The decision by Downing Street, seemingly to rebuke Iain Duncan Smith and repudiate the comments he made on Sky News on Sunday, to the effect that a Franco-German drive towards a tighter and more integrationist fiscal union should merit the active support of the British people, will worry and depress most mainsteam Eurosceptics within the Parliamentary Conservative Party, the wider party and the electorate. Not least because it suggests that Number 10 lacks a coherent plan to repatriate powers back to our Parliament and our government.
Iain Duncan Smith is of course right. We stand at a crossroads which will see our relationship with the European Union potentially and fundamentally alter to our detriment for the foreseeable future. Are the British people not able to be trusted to pass judgement on what Daniel Hannan MEP calls an “indebted and dwindling customs union” as it sets off for a destination which will inevitably mean a shift of power and influence from the UK to a new European political and economic entity over which they will have no democratic sanction?
As Bill Cash has remarked, it’s like agreeing to a trip on a ferry that’s roped to a tug and then finding you’re tethered to an aircraft carrier!
The legalistic tautology of praying in aid the minutiae of the European Union Act 2011 will surely fool no-one. In politics, what matters is not so much what is, but what appears to be – and the electorate expect clarity of thought, plain speaking and action to advance and defend UK interests. Just weeks ago, the Prime Minister pledged to do just that and fight for “a better deal for Britain.” But are we heading for another Lisbon Treaty “cast iron guarantee” moment? Back then, we raised expectations to such a pitch that it left our supporters exasperated and bitterly disappointed when we failed to deliver.
On Europe, British voters want clarity, honesty and straight talking – which is why the candid assessment of our economic predicament in George Osborne’s Autumn Statement has paid (at least in the short term short term) opinion poll dividends.
We have moved on even from the grandiloquent pledges of 2008 and the vote on October 24th on a EU Referendum demonstrates that the European Union is no longer regarded as an esoteric and arcane subject for debate by Euro-bores, but one that impinges on significant areas of government (most notably on the ability of the Coalition Government to drive growth via supply side reforms), and has resonance with many more voters than in the past.
With UKIP registering about 7% in recent polls, failure to recognise and respect this will quite possibly cost the Conservative Party an overall majority at the General Election. The settled Euro-sceptic consensus of the Conservative Party will not be fobbed off with the crumbs from Merkozy’s table at the forthcoming EU Council.
People will not understand if our Prime Minister fails to take advantage of the unique generational opportunity and congruence of events to press British interests and, more specifically, recast a whole new more mature and looser relationship with the European Union, in the event that the Eurozone countries head off towards a children’s crusade of “fiscal discipline” – which it never has been and never will be in this country’s long-term political and economic interests to support. The idea that the solution to a sovereign debt crisis is financial and political union flies in the face of reality and the withering verdict of the money markets.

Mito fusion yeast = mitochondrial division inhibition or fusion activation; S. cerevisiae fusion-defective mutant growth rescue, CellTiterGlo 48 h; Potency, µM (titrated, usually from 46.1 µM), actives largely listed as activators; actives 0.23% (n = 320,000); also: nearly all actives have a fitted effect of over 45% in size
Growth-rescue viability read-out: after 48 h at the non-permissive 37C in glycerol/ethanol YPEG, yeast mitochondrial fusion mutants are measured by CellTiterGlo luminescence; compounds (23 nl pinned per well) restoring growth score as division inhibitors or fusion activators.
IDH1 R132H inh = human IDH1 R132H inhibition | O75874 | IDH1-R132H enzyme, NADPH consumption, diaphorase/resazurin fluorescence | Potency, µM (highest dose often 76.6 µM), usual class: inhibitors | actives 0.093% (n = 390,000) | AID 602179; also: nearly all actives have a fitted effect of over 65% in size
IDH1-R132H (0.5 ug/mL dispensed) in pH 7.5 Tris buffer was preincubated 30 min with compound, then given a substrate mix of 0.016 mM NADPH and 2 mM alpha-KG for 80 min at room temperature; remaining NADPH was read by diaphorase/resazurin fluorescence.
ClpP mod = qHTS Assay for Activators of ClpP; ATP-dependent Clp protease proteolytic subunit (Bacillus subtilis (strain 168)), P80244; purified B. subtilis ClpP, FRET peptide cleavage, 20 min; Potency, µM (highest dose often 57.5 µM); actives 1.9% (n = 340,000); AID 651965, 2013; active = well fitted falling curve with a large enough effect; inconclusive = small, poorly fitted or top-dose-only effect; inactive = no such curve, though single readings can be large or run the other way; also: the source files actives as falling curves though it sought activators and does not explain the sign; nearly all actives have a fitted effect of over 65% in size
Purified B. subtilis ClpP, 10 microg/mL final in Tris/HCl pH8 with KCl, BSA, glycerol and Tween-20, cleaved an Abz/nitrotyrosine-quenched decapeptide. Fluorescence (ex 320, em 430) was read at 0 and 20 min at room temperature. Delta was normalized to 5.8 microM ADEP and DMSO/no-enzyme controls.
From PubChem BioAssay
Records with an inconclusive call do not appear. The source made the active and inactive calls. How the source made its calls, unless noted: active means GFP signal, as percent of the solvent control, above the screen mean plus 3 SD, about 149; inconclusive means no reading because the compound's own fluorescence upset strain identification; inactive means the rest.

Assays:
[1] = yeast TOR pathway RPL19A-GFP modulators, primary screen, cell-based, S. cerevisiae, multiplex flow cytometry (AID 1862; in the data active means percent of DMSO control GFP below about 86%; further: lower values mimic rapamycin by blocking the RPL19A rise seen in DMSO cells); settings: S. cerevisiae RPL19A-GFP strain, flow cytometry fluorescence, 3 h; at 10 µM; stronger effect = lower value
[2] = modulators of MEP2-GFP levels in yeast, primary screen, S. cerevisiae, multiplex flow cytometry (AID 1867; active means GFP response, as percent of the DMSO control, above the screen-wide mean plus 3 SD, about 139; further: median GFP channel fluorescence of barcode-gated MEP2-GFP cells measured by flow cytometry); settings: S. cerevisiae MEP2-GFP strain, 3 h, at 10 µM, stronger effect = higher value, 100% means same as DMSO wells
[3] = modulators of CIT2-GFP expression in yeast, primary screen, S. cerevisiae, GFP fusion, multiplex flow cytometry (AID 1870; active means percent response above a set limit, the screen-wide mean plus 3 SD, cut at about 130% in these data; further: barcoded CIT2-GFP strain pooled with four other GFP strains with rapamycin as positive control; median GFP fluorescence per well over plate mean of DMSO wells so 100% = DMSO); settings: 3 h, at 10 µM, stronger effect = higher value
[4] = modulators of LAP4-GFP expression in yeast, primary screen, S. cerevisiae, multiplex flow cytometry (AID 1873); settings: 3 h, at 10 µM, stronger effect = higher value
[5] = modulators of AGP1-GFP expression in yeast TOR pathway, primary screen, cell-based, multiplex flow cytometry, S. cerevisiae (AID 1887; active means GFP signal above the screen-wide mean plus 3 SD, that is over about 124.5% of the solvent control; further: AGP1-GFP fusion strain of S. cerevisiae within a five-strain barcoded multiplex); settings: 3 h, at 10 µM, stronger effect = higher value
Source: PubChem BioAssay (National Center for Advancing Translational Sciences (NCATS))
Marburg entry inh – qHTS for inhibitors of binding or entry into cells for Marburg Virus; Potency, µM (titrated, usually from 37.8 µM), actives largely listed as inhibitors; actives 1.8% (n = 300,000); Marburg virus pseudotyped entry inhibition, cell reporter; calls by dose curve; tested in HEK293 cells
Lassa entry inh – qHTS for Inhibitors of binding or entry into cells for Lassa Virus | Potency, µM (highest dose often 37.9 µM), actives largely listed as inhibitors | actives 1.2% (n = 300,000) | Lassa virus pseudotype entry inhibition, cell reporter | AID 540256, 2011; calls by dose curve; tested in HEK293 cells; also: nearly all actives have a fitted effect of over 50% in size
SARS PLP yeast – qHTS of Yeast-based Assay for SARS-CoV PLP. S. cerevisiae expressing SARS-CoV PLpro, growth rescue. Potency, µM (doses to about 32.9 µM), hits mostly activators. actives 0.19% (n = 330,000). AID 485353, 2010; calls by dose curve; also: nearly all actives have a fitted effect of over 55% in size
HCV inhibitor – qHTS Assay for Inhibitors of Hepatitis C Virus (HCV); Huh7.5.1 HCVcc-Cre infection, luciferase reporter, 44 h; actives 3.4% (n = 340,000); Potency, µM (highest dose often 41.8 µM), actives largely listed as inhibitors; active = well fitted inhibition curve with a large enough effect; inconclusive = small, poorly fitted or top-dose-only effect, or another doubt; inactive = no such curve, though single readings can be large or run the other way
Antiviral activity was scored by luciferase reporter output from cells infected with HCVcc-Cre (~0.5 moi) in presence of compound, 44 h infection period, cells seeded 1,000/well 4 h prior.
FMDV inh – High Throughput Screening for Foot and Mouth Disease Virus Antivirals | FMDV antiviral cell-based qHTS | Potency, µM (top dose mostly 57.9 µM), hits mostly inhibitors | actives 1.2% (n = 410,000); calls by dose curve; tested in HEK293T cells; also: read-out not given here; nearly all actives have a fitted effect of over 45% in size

Such a scheme is shot full of holes and will end not just with stagflation, mass unemployment and social unrest in southern Europe but inevitably in the impoverishment of the whole of the Eurozone area including France and Germany in time. France is deeply and rightly concerned at the idea of treaty change that will mean the subversion of its sovereign right to economic and political self government, and Germany is petrified that it will be permanently and irrevocably, the de facto creditor nation for the entire Eurozone area.
The UK buys huge amounts of goods and services from the EU, and runs a massive £47 billion trade deficit – as against a £10 billion trade surplus with the rest of the world. We therefore have the financial as well as political muscle to argue our case for a more laissez faire, flexible relationship with any new tight fiscal union. This means repudiation of a tax on financial transactions, the repatriation of key competencies in respect of financial services, social and employment policies and a wide range of other policy areas from Brussels. Accepting a little light tinkering with the Working Time Directive will simply not cut the mustard.
The Prime Minister has a good deal of support for his stated aims of adhering to the election manifesto on which all Conservative MPs were elected – and not just to draw a marker, or even the proverbial line in the sand, but to take out of mothballs the Thatcher handbag used by the Iron Lady at Fontainbleau in 1984, which won back the UK its much-needed budget rebate, and torepatriate substantive powers which are ours and were merely lent to our EU partners.
All eyes will be on David Cameron as EU Council meets on Friday. I hope and believe that he will rise to the challenge and make good the pledges he made to the House of Commons on 24th October.